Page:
TUEBL is another source for ebooks to download. I’ve found this site very fruitful for finding more modern books. As a warning, the site doesn’t have the best design: make sure the download link you click is the actual link, and not an ad. TUEBL has also started a new Women in Tech project to help women to learn to code. With the knowledge that their user base is 80% women, they wanted to help get more women into the technology industries. So, they have partnered with the education program OneMonth to start learning to code, and to help them get access to jobs in the industry through their business network.


There are many more sites to check out; these are merely the ones I use most often. Enjoy, and find lots of new reading material! You have no excuse to run out of books this way…


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Adventures Abroad: Travel Hacking

I went to Spain in June!


If you reacted to that statement with the thought, “I wish I could do that…” you really can do that. I promise. What’s stopping you from traveling? The usual culprits are money and time. Time…well, that’s in short supply for everyone, but having money to travel doesn’t mean you need to be rich. Ever heard of travel hacking?

The idea is this: credit card companies are willing to give out a lot of rewards for the honor of having you as a customer. They bank (ha!) on you running up a balance and not paying it off each month, so they can charge you boatloads of interest. Pay the balance on time, however, and instead it can be a nifty way to get some really good perks. For example, Chase has a credit card which earns you one United Airlines mile for every dollar you spend. This is a good start, but buying a plane ticket can easily cost upwards of 50,000 miles, and that will take you quite a while. So, people look for shortcuts, known as travel hacking: the fine art of maximizing your rewards in order to earn free flights as quickly as possible.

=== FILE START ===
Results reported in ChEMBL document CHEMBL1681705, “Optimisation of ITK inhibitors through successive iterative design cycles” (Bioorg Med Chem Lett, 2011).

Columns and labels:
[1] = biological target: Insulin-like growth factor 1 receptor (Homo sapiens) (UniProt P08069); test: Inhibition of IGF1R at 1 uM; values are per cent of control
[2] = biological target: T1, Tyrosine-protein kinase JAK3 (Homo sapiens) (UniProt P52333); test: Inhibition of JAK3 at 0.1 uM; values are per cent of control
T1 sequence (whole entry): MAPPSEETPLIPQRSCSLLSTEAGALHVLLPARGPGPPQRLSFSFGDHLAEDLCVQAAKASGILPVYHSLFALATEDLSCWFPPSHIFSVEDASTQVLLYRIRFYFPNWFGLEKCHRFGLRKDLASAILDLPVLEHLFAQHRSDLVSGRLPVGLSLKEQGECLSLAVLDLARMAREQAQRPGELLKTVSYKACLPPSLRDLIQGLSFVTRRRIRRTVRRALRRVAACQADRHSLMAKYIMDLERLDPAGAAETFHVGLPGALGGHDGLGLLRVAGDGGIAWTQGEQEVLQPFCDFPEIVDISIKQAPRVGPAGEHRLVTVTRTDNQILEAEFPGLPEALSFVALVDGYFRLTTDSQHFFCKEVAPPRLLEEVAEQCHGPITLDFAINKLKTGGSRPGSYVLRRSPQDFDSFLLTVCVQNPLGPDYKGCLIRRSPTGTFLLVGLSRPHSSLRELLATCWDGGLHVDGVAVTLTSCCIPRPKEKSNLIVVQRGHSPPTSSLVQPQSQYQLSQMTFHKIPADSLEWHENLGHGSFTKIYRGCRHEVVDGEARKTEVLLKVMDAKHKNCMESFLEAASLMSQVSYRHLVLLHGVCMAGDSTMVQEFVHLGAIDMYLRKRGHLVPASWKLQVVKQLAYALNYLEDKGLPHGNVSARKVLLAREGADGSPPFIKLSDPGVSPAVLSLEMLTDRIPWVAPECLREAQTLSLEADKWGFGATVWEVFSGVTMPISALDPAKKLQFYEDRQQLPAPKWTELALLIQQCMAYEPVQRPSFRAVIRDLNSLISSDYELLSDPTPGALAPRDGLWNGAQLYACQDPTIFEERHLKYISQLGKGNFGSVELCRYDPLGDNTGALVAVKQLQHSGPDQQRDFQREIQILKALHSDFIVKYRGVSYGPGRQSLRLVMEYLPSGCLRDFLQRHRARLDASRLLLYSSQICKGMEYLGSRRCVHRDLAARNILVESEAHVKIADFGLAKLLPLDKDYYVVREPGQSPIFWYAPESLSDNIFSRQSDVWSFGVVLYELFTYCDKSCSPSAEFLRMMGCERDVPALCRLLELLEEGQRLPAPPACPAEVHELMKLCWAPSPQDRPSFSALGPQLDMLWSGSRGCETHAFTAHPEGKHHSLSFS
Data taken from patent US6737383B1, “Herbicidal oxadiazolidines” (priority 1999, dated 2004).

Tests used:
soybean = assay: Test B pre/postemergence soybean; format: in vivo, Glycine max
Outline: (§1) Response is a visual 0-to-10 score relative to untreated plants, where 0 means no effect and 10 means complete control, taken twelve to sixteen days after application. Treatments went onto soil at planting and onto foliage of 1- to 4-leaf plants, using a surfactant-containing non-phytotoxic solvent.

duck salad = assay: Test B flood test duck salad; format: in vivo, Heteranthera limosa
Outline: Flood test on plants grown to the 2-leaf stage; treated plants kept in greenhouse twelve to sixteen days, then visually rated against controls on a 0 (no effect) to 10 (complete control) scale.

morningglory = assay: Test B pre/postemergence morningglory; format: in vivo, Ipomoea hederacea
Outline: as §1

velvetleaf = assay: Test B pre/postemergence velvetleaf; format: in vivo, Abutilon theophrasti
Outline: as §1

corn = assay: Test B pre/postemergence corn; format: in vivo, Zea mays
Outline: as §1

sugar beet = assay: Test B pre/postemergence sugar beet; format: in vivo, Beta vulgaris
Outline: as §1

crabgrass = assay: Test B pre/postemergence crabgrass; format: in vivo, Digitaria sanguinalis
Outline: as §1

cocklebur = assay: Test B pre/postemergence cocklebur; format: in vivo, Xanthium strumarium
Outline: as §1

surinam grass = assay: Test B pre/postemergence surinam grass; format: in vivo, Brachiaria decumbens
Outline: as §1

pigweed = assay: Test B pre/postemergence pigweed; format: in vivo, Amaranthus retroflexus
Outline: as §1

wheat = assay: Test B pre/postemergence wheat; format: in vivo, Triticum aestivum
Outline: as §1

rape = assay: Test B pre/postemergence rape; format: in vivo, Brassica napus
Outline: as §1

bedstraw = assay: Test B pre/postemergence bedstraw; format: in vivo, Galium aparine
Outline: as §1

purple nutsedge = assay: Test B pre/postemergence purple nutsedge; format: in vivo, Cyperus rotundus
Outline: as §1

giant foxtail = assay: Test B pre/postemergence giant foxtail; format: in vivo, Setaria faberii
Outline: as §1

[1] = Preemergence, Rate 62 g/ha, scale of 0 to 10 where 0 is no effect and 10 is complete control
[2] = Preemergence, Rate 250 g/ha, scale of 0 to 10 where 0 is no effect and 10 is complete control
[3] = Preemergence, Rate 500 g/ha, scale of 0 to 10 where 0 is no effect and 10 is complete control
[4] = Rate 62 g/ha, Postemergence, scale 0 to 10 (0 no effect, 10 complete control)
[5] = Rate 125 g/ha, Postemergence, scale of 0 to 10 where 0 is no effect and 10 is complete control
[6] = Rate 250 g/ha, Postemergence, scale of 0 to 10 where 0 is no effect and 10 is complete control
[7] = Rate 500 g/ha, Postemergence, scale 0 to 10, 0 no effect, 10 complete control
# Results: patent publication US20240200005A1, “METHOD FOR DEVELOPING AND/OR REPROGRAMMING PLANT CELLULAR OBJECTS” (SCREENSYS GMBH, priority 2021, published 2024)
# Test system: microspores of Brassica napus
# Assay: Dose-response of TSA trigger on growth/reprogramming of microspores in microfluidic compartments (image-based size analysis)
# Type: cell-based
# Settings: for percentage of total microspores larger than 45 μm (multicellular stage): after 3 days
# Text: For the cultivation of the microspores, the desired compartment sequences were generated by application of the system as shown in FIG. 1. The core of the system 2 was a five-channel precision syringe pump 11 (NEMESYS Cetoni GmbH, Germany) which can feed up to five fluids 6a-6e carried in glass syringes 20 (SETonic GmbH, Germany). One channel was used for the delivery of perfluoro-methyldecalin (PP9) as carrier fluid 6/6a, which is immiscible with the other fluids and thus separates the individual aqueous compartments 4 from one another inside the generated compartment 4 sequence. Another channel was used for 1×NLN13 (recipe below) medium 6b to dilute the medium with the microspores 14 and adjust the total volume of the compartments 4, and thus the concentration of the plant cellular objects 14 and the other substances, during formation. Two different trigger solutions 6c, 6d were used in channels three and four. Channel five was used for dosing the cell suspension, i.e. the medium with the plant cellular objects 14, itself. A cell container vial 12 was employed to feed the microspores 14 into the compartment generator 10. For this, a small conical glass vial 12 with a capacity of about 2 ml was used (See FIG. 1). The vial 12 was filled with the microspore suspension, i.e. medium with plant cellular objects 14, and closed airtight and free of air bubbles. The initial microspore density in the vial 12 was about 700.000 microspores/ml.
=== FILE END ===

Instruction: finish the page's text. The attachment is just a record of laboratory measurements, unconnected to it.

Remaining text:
For example, that same Chase card gives a 50,000 mile sign-up bonus if you hit the spending goal within the first few months of having the card. That’s enough for a flight right there! This is the card I’ve been using lately, and I’ve earned over 100,000 miles since I opened the card late last year.

With a few credit cards like this opened, the sign-up bonuses add up quickly. A good breakdown of the available travel credit cards and how to choose the best one for you can be found at Things to look out for when picking a card include: a large sign-up bonus with a low spending minimum, how many points you earn per dollar spent (usually 1:1, though some cards give you more), low annual fees (it’s easy to spend more on annual fees than you would save, if you don’t fly often!), and no foreign transaction fees. Also, make sure the card you get allows you to transfer points into the miles you need: no use getting the United card if you only fly American Airlines!